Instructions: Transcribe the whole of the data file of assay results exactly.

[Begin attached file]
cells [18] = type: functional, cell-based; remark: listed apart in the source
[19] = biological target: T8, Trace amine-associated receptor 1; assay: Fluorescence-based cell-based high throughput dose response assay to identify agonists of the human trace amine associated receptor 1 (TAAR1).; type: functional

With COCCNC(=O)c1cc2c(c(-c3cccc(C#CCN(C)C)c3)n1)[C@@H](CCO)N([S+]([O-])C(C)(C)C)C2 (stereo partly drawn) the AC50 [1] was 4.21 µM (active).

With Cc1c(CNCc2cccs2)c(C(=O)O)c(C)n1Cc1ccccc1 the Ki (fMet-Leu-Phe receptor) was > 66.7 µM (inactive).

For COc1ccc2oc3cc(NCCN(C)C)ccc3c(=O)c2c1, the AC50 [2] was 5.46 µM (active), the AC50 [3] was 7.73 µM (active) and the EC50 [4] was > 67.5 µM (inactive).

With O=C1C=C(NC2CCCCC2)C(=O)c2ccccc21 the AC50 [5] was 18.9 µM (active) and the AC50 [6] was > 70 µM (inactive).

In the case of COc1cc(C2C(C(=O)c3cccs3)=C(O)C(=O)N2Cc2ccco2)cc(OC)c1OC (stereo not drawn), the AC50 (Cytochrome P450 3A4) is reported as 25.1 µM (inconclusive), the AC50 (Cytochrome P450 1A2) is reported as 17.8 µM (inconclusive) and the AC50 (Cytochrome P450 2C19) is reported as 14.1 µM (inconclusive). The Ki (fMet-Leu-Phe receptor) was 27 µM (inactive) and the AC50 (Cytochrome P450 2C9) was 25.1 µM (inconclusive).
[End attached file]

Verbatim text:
cells [18] = type: functional, cell-based; remark: listed apart in the source
[19] = biological target: T8, Trace amine-associated receptor 1; assay: Fluorescence-based cell-based high throughput dose response assay to identify agonists of the human trace amine associated receptor 1 (TAAR1).; type: functional

With COCCNC(=O)c1cc2c(c(-c3cccc(C#CCN(C)C)c3)n1)[C@@H](CCO)N([S+]([O-])C(C)(C)C)C2 (stereo partly drawn) the AC50 [1] was 4.21 µM (active).

With Cc1c(CNCc2cccs2)c(C(=O)O)c(C)n1Cc1ccccc1 the Ki (fMet-Leu-Phe receptor) was > 66.7 µM (inactive).

For COc1ccc2oc3cc(NCCN(C)C)ccc3c(=O)c2c1, the AC50 [2] was 5.46 µM (active), the AC50 [3] was 7.73 µM (active) and the EC50 [4] was > 67.5 µM (inactive).

With O=C1C=C(NC2CCCCC2)C(=O)c2ccccc21 the AC50 [5] was 18.9 µM (active) and the AC50 [6] was > 70 µM (inactive).

In the case of COc1cc(C2C(C(=O)c3cccs3)=C(O)C(=O)N2Cc2ccco2)cc(OC)c1OC (stereo not drawn), the AC50 (Cytochrome P450 3A4) is reported as 25.1 µM (inconclusive), the AC50 (Cytochrome P450 1A2) is reported as 17.8 µM (inconclusive) and the AC50 (Cytochrome P450 2C19) is reported as 14.1 µM (inconclusive). The Ki (fMet-Leu-Phe receptor) was 27 µM (inactive) and the AC50 (Cytochrome P450 2C9) was 25.1 µM (inconclusive).